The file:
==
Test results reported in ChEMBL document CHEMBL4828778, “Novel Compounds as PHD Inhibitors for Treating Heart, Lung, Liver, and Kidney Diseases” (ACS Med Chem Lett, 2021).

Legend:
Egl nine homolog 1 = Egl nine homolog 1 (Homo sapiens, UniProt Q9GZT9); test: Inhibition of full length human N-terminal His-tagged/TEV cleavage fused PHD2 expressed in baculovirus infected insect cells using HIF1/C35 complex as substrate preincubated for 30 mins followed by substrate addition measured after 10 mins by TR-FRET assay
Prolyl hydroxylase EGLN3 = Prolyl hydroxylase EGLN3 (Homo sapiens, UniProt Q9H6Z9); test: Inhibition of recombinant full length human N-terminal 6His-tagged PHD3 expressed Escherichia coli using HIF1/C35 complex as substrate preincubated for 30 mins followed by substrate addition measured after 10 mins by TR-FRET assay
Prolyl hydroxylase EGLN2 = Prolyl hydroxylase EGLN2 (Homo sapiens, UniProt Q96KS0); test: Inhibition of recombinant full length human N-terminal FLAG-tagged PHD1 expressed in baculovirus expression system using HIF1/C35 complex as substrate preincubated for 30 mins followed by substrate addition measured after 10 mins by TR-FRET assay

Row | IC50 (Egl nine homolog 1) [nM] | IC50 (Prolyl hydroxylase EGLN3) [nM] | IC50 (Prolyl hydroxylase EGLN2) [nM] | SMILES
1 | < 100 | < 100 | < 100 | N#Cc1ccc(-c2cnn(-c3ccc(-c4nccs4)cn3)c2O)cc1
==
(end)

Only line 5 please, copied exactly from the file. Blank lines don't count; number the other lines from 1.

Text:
Prolyl hydroxylase EGLN2 = Prolyl hydroxylase EGLN2 (Homo sapiens, UniProt Q96KS0); test: Inhibition of recombinant full length human N-terminal FLAG-tagged PHD1 expressed in baculovirus expression system using HIF1/C35 complex as substrate preincubated for 30 mins followed by substrate addition measured after 10 mins by TR-FRET assay